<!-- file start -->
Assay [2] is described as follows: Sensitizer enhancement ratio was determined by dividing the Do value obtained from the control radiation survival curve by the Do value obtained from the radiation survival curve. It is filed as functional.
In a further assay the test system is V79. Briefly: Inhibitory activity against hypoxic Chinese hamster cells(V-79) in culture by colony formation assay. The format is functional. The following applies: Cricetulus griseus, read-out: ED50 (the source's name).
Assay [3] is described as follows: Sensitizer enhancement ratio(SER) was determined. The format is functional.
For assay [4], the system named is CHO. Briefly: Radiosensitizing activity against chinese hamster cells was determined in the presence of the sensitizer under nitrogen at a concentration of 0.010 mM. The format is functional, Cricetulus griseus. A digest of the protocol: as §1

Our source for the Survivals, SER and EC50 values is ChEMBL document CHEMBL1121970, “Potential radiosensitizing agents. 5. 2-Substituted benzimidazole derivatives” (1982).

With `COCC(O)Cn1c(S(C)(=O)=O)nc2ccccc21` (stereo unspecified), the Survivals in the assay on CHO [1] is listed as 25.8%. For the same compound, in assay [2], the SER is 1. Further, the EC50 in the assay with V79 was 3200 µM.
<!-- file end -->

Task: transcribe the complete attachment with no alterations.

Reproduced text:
Assay [2] is described as follows: Sensitizer enhancement ratio was determined by dividing the Do value obtained from the control radiation survival curve by the Do value obtained from the radiation survival curve. It is filed as functional.
In a further assay the test system is V79. Briefly: Inhibitory activity against hypoxic Chinese hamster cells(V-79) in culture by colony formation assay. The format is functional. The following applies: Cricetulus griseus, read-out: ED50 (the source's name).
Assay [3] is described as follows: Sensitizer enhancement ratio(SER) was determined. The format is functional.
For assay [4], the system named is CHO. Briefly: Radiosensitizing activity against chinese hamster cells was determined in the presence of the sensitizer under nitrogen at a concentration of 0.010 mM. The format is functional, Cricetulus griseus. A digest of the protocol: as §1

Our source for the Survivals, SER and EC50 values is ChEMBL document CHEMBL1121970, “Potential radiosensitizing agents. 5. 2-Substituted benzimidazole derivatives” (1982).

With `COCC(O)Cn1c(S(C)(=O)=O)nc2ccccc21` (stereo unspecified), the Survivals in the assay on CHO [1] is listed as 25.8%. For the same compound, in assay [2], the SER is 1. Further, the EC50 in the assay with V79 was 3200 µM.